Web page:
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The ecological context of bilateral symmetry of organ and organisms

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DOI: 10.4236/ns.2014.64022    3,320 Downloads   4,567 Views   Citations


A particular phenotype is generated through numerous networks of interactions from within the cell to the whole ecosystem. The level of the environmental noise and the ability of a given genotype to render different phenotypes under different environmental conditions, called phenotypic plasticity, determine survival or death at individual and/or population level. It is important to highlight that non-lethal environmental changes are important for generating genetic variability and promoting biological adaptations. However, when the level of environmental noise starts to be stressed, the developmental stability (DS) of the organism can be perturbed. The DS has been analysed through the symmetry deviations in organs or organisms with bilateral structure. The symmetry deviations occur due to inability to contain disorders from environmental or endogenous conditions during its development. This deviation is called fluctuating asymmetry (FA) when is a non-directional deviation in the symmetry of a bilateral structure normally distributed in a population. Low FA has been associated with greater DS. The analysis of FA has often been used to measure the effects of environmental perturbations. In this review, I discuss the concept of plant stress and phenotypic plasticity connecting both to the generation of an asymmetry phenotype, highlighting the usefulness of FA as an indicator of the level of stress which the organism is subjected to. Further, although this review explores mainly the connection between FA and stress in plants, the ecological context of symmetry in animals and plant-insect interaction is also discussed. Finally, I provided some methodologies used to detect symmetry variations in organs or organisms with bilateral structure.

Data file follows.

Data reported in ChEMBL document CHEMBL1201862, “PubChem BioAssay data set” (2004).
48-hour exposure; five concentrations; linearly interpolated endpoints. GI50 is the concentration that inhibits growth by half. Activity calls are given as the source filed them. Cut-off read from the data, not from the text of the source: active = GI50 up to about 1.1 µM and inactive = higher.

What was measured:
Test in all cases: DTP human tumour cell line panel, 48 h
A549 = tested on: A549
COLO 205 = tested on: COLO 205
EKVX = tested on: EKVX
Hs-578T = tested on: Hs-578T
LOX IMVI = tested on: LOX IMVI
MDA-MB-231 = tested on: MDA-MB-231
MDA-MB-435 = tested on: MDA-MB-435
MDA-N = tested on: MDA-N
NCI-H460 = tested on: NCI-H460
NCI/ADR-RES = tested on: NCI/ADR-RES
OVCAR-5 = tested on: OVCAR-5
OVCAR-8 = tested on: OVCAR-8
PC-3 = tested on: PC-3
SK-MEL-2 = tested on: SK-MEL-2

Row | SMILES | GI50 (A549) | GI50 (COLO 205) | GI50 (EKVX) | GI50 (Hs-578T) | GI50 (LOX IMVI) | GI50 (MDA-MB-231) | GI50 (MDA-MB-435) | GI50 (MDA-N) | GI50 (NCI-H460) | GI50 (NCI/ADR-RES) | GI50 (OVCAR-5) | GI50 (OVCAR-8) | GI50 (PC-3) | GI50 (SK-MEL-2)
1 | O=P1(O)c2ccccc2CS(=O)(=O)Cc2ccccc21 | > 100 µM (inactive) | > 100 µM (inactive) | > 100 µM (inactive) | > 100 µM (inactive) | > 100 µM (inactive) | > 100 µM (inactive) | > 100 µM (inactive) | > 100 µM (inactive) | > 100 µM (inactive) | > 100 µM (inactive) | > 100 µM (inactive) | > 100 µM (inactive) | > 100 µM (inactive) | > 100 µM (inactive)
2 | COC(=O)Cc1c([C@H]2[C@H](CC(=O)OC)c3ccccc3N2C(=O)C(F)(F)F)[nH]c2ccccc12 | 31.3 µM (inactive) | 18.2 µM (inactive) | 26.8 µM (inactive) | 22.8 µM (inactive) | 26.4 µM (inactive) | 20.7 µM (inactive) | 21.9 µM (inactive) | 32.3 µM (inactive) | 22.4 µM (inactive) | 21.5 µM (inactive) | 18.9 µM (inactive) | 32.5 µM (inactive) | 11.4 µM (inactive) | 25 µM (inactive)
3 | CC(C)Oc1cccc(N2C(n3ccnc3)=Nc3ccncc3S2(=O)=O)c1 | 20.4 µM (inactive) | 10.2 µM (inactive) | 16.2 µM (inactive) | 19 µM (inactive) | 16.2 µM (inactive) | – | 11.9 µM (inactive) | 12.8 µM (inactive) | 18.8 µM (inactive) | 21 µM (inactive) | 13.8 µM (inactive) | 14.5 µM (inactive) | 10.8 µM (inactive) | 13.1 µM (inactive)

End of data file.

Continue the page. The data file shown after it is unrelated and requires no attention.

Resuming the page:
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The authors declare no conflicts of interest.

Cite this paper

Daloso, D. (2014) The ecological context of bilateral symmetry of organ and organisms. Natural Science, 6, 184-190. doi: 10.4236/ns.2014.64022.


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